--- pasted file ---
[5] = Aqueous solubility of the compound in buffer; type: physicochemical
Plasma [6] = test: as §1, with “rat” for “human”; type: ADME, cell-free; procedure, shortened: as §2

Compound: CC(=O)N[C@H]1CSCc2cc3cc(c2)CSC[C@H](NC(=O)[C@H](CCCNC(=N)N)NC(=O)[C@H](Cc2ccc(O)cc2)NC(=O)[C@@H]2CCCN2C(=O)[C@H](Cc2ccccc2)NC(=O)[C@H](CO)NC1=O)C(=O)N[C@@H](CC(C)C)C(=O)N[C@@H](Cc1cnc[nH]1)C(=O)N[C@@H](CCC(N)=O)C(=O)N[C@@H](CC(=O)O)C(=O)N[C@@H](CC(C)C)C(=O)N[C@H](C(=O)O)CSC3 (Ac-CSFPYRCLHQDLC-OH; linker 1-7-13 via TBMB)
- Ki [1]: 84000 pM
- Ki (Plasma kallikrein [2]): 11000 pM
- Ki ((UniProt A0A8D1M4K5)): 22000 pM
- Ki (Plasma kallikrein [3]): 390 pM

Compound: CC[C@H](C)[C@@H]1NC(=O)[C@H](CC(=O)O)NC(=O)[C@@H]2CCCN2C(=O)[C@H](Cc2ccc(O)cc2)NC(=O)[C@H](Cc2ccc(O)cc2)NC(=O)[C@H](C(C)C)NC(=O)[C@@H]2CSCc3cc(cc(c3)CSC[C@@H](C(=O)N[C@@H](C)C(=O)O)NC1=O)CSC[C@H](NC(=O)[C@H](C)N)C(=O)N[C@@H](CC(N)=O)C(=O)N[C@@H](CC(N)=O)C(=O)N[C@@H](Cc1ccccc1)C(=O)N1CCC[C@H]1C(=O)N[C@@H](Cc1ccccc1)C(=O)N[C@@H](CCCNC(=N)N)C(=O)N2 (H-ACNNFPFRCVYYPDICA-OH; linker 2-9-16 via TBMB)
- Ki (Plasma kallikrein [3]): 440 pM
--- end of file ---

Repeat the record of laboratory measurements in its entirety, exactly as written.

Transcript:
[5] = Aqueous solubility of the compound in buffer; type: physicochemical
Plasma [6] = test: as §1, with “rat” for “human”; type: ADME, cell-free; procedure, shortened: as §2

Compound: CC(=O)N[C@H]1CSCc2cc3cc(c2)CSC[C@H](NC(=O)[C@H](CCCNC(=N)N)NC(=O)[C@H](Cc2ccc(O)cc2)NC(=O)[C@@H]2CCCN2C(=O)[C@H](Cc2ccccc2)NC(=O)[C@H](CO)NC1=O)C(=O)N[C@@H](CC(C)C)C(=O)N[C@@H](Cc1cnc[nH]1)C(=O)N[C@@H](CCC(N)=O)C(=O)N[C@@H](CC(=O)O)C(=O)N[C@@H](CC(C)C)C(=O)N[C@H](C(=O)O)CSC3 (Ac-CSFPYRCLHQDLC-OH; linker 1-7-13 via TBMB)
- Ki [1]: 84000 pM
- Ki (Plasma kallikrein [2]): 11000 pM
- Ki ((UniProt A0A8D1M4K5)): 22000 pM
- Ki (Plasma kallikrein [3]): 390 pM

Compound: CC[C@H](C)[C@@H]1NC(=O)[C@H](CC(=O)O)NC(=O)[C@@H]2CCCN2C(=O)[C@H](Cc2ccc(O)cc2)NC(=O)[C@H](Cc2ccc(O)cc2)NC(=O)[C@H](C(C)C)NC(=O)[C@@H]2CSCc3cc(cc(c3)CSC[C@@H](C(=O)N[C@@H](C)C(=O)O)NC1=O)CSC[C@H](NC(=O)[C@H](C)N)C(=O)N[C@@H](CC(N)=O)C(=O)N[C@@H](CC(N)=O)C(=O)N[C@@H](Cc1ccccc1)C(=O)N1CCC[C@H]1C(=O)N[C@@H](Cc1ccccc1)C(=O)N[C@@H](CCCNC(=N)N)C(=O)N2 (H-ACNNFPFRCVYYPDICA-OH; linker 2-9-16 via TBMB)
- Ki (Plasma kallikrein [3]): 440 pM